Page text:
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Peloton will soar 43% from current levels as its stock catches up with surging demand, Goldman Sachs says

Ben Winck   

Peloton will soar 43% from current levels as its stock catches up with surging demand, Goldman Sachs says
  • Goldman Sachs analysts lifted their price target for Peloton stock to a Street-high $96 from $84 on Thursday, implying a 43% increase from Wednesday's close to August 2021.
  • Wall Street's expectations for the fitness equipment company's growth "remain far too low," the team wrote in a note to clients.
  • Peloton sales surged through the pandemic as Americans looked to work out in quarantine. That trend is set to continue as gyms struggle to bring back clients, Goldman said.
  • The company gained as much as 7.6% in Thursday trading.
  • Watch Peloton trade live here.

Peloton stock is worth far more than its current levels and most of Wall Street just doesn't know it yet, Goldman Sachs said Thursday.

The team of analysts led by Heath Terry lifted its price target for the fitness hardware stock to a Street-high $96 from $84, implying a 43% leap from Wednesday's close. Estimates for Peloton's growth and future profits "remain far too low," according to the bank.

Sales have soared through the pandemic as more Americans look to stay fit in quarantine. Peloton's weeks-long order backlog signals lasting demand, and the company's move to double production in June has yet to impact its stock price accordingly. Shares are all but certain to surge once investors catch on to the company's dominance, the analysts said.

"This isn't simply pull forward, but rather an acceleration and steepening of the adoption curve as network effects are amplified, marketing spend is repurposed, and the fundamental fitness landscape is altered," Goldman said.

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Peloton traded as much as 7.6% higher following the note's release. The stock is up roughly 220% from its March low.

The company is slated to report fiscal fourth-quarter earnings on September 10, and Goldman has high hopes for its performance through the pandemic. The analysts expect Peloton to post 208,000 new subscribers compared to the consensus estimate of 199,000, according to FactSet.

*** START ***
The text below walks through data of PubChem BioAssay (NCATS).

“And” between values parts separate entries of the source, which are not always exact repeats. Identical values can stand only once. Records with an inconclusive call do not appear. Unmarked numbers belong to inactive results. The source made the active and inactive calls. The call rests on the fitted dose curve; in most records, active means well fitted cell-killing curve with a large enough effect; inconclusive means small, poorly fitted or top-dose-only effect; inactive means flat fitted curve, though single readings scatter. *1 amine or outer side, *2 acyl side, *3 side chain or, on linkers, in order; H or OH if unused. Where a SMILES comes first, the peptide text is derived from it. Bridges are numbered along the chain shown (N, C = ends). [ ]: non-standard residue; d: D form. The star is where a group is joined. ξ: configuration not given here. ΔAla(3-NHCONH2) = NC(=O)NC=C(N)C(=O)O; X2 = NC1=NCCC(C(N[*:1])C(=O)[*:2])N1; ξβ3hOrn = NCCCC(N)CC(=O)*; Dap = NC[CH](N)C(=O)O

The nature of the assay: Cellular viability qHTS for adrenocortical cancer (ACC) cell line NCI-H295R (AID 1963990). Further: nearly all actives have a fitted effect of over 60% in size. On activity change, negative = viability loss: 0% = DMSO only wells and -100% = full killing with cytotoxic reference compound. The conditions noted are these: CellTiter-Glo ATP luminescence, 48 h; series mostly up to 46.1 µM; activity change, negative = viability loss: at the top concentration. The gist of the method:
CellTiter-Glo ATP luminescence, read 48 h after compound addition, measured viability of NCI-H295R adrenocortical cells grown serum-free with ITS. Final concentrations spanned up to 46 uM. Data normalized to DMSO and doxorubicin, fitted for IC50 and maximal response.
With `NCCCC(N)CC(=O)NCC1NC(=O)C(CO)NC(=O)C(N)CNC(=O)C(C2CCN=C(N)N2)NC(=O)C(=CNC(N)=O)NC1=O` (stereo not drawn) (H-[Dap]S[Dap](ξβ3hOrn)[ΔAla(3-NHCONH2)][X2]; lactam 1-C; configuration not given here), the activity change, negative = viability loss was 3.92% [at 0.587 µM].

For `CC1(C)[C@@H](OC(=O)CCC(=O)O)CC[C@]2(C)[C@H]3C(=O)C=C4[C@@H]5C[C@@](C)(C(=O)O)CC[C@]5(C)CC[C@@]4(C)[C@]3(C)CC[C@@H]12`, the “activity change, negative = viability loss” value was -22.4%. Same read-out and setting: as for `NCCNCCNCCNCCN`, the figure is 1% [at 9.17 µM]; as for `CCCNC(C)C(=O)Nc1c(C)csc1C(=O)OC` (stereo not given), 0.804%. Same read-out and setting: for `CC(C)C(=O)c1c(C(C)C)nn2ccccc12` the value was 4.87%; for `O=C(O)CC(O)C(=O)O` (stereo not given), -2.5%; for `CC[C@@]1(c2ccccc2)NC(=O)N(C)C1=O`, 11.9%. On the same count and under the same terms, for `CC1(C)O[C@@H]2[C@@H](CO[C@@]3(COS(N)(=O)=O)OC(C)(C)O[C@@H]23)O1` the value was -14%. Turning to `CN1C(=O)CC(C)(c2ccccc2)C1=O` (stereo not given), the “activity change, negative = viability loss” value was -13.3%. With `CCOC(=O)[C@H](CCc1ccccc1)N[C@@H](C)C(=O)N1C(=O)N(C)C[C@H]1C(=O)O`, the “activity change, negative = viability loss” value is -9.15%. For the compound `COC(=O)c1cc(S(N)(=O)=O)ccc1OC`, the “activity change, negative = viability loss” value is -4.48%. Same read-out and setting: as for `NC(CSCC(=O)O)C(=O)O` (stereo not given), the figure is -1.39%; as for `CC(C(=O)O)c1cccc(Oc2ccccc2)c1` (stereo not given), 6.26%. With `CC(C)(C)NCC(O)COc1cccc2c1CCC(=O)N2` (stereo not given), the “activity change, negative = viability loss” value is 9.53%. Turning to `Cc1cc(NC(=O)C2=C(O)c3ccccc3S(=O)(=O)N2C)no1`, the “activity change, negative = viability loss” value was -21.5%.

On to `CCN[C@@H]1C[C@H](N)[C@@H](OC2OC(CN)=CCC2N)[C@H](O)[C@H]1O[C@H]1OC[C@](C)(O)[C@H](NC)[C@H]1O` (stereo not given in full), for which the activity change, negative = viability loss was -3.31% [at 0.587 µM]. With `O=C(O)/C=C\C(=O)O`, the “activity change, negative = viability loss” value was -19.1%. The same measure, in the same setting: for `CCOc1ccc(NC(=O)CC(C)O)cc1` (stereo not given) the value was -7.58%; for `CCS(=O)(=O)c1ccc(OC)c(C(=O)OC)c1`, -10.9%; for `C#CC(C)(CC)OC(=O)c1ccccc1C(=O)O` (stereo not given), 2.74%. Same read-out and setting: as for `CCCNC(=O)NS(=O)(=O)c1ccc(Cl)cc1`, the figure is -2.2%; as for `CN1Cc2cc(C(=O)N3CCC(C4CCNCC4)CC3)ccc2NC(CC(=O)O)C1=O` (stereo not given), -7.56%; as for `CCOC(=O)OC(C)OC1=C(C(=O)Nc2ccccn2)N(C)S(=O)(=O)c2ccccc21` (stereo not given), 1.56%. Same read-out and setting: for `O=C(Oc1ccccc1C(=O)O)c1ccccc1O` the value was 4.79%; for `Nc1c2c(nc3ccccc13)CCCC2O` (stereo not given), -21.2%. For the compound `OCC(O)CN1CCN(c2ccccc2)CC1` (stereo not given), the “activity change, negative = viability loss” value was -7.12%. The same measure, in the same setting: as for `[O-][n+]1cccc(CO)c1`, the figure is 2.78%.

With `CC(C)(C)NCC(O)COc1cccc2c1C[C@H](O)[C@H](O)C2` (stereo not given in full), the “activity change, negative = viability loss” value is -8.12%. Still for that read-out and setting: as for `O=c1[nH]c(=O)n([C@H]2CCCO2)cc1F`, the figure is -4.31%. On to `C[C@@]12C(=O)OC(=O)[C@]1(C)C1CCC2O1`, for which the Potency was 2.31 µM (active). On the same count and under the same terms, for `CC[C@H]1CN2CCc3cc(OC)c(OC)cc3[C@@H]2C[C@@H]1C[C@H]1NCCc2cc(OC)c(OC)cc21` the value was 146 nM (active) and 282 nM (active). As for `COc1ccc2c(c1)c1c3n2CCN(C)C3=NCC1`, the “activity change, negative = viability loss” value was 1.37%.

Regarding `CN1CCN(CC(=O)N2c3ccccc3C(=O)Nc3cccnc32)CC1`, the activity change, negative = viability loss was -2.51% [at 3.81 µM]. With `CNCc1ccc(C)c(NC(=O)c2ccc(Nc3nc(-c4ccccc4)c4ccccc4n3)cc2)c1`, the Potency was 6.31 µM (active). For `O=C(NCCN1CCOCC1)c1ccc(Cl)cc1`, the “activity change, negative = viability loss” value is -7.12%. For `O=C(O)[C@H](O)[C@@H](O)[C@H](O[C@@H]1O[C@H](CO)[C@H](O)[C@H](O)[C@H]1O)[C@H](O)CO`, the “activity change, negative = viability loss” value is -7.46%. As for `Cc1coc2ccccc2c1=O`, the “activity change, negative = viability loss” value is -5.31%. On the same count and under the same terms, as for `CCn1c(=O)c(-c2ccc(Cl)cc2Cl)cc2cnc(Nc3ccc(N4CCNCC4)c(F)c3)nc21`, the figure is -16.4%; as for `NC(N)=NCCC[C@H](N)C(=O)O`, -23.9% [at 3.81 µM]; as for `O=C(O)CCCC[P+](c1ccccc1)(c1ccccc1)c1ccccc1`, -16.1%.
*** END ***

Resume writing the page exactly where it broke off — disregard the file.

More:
Forward guidance will more dramatically outpace the average estimate, the team added. Goldman sees Peloton boasting a September-quarter profit of $178 million, more than 10 times the $12 million consensus expectation.

The bank's earnings estimate could even surprise to the upside, the team said, "given the lack of marketing spend in the quarter."

The rapid growth is set to continue well into the end of the coronavirus crisis, according to the bank. The already strong demand for Peloton's products will balloon as Americans are slow to return to commercial gyms and "word of mouth" marketing increases exponentially.

Once Peloton enjoys several quarters of revenue outperformance and little-to-no marketing costs, the company should enjoy "meaningful flow-through to bottom-line profitability" similar to other digital subscription firms including Netflix and Etsy, the team said. The fitness firm should be able to notch "meaningful near-term profitability" as soon as the second quarter, they added.

Peloton traded at $70.42 per share as of 3:25 p.m. ET, up 153% year-to-date.

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